A barcode is an optical machine-readable representation of data relating to the object to which it is attached. Originally barcodes represented data by varying the widths and spacings of parallel lines; any may be referred to as linear or-one-dimensional (ID). Later they evolved into rectangles, dots, hexagons and other geometrics patterns in two dimension (2D). Although (2D). System use a variety of symbols, they are generally referred to as barcodes as well. Barcodes originally were scanned by special optical scanners called barcode reader; later, scanners and interpretive software became available on devices including desktop printers and smartphones.
The first use of barcodes was to label railroad cars, but they were not commercially successful until they were used to automate supermarket checkout system, a task for which they have become almost universal. Their use has spread to many other task that are generically referred to as automatic identification and data capture (AIDC). The very first scanning of the now ubiquitous universal product code (UPC) barcode was on a pack of Wrigley company chewing gum is June 1976, (Fox, M. 2011).
Other system have made inroads in the AIDS market, but the simplicity, university and low cost of barchoses has limited the role of these other systems until the 2000s (decade), over 40 years after the introduction of the commercial barcode, with the introduction of technologies such as radio frequency identification, or RFID.
In 1948 Bernerd Silver, a graduate student at Drexel Institute of Technology in Philadelphia, Pennsylvania, USA overheard the president of the local food chain, food fair, asking one of the deans to research a system to automatically read product information during checkout (Fishman, c. 2001) silver told his friend Norman Joseph Woodland about the request, and they started working on a variety of systems. Their first working system used ultraviolet ink, but the ink too easily faded and was fairly expensive (Seideman, T., 2002).
Convinced that they system was workable with further development, Woodland left Drexel, moved into his father’s apartment in Florida, and continued working on the system. His next inspiration came from Morse code, and he formed his first barcode from sand of the beach. “I just extended the dots and dashes downwards and made narrow lines and wide lines out of them (Seideman, T., 2002). “To read them, he adapted technology from optical soundtracks in movies, using a 500-watt light bulb shining through the paper into an RCA935 photomultiplier tube (from a movie projector) on the far side. He later decided that they system would work better if it were printed as a circle instead of a line, allowing it to be scanned in any direction.
On 20 October 1949 Woodland and Silver filed a patent application for “Classifying Apparatus and Method, in which they described both the linear and bullseys printing patterns, as well as the mechanical and electronic systems needed to read the code. The patent was issued on 7 October 1952 as US patent 2,612,994, in 1951, Woodland moved to IBM and continually tried to interest IBM in developing the system. The company eventually commissioned a report on the idea, which concluded that if was both feasible and interesting, but that processing the resulting information would require equipment that was some time off in the future.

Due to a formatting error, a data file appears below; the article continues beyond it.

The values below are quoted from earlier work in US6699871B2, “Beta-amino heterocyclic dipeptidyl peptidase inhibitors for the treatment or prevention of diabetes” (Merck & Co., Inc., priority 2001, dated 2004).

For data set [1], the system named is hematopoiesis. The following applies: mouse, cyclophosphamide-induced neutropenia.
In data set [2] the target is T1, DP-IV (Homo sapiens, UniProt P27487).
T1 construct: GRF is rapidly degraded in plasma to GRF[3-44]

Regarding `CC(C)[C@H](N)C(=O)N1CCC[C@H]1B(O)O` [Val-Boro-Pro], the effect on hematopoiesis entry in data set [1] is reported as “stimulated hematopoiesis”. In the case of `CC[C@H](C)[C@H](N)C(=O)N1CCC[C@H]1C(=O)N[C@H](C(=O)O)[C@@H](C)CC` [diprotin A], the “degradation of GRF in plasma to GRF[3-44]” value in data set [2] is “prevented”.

IBM offered to buy the patent, but its offer was not high enough. Philco purchased their patent in 1962 and then sold it to RCA sometime later (Seideman, T., 2002),
Collins at Sylvania
During his time as an undergraduate, David Collins worked at the penneylvania Railroad and became aware of the need to automatically identify railroad cars. Immediately after receiving his master’s degree from MIT in 1959, he started work at GTE Sylvania and began addressing the problem. He developed a system called Kartrak using blue and yellow reflective stripes attached to the side of the cars, encoding a six-digit company identifier and a four-digit car number (Seideman, T., 2002) Light reflected off the stripes was fed into one of two photomultipliers, filtered for blue or yellow.
COMPUTER IDENTICS CORPORATION
During his time as an undergraduate, David Collin worked at the Pennsylvania Railroad and became aware of the need to automatically identify railroad cars. Immediately after receiving his master’s degree from MIT in 1959, he started work at GTE Sylvania and began addressing the problem. He developed a system called Kartrak using blue and yellow reflective stripes attached to the side of the cars, encoding a six- digit company identifier and a four-digit car number (Seideman, T., 2002). Ligth reflected off the strips was fed into one of two photomultipliers, filtered for blue or yellow.